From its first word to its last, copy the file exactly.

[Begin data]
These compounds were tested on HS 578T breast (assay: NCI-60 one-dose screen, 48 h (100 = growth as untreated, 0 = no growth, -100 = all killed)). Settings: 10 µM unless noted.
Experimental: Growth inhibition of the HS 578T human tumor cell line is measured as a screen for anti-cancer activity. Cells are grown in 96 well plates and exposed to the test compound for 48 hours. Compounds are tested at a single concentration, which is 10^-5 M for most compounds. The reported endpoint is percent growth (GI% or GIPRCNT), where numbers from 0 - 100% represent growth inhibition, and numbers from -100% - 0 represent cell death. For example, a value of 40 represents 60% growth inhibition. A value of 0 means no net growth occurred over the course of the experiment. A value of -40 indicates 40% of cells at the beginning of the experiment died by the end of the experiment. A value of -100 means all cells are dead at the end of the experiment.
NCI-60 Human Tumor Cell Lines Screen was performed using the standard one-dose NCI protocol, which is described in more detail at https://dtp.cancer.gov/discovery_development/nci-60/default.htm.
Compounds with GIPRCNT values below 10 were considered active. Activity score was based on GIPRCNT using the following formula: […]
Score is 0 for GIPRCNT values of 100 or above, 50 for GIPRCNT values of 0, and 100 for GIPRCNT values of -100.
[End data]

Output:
These compounds were tested on HS 578T breast (assay: NCI-60 one-dose screen, 48 h (100 = growth as untreated, 0 = no growth, -100 = all killed)). Settings: 10 µM unless noted.
Experimental: Growth inhibition of the HS 578T human tumor cell line is measured as a screen for anti-cancer activity. Cells are grown in 96 well plates and exposed to the test compound for 48 hours. Compounds are tested at a single concentration, which is 10^-5 M for most compounds. The reported endpoint is percent growth (GI% or GIPRCNT), where numbers from 0 - 100% represent growth inhibition, and numbers from -100% - 0 represent cell death. For example, a value of 40 represents 60% growth inhibition. A value of 0 means no net growth occurred over the course of the experiment. A value of -40 indicates 40% of cells at the beginning of the experiment died by the end of the experiment. A value of -100 means all cells are dead at the end of the experiment.
NCI-60 Human Tumor Cell Lines Screen was performed using the standard one-dose NCI protocol, which is described in more detail at https://dtp.cancer.gov/discovery_development/nci-60/default.htm.
Compounds with GIPRCNT values below 10 were considered active. Activity score was based on GIPRCNT using the following formula: […]
Score is 0 for GIPRCNT values of 100 or above, 50 for GIPRCNT values of 0, and 100 for GIPRCNT values of -100.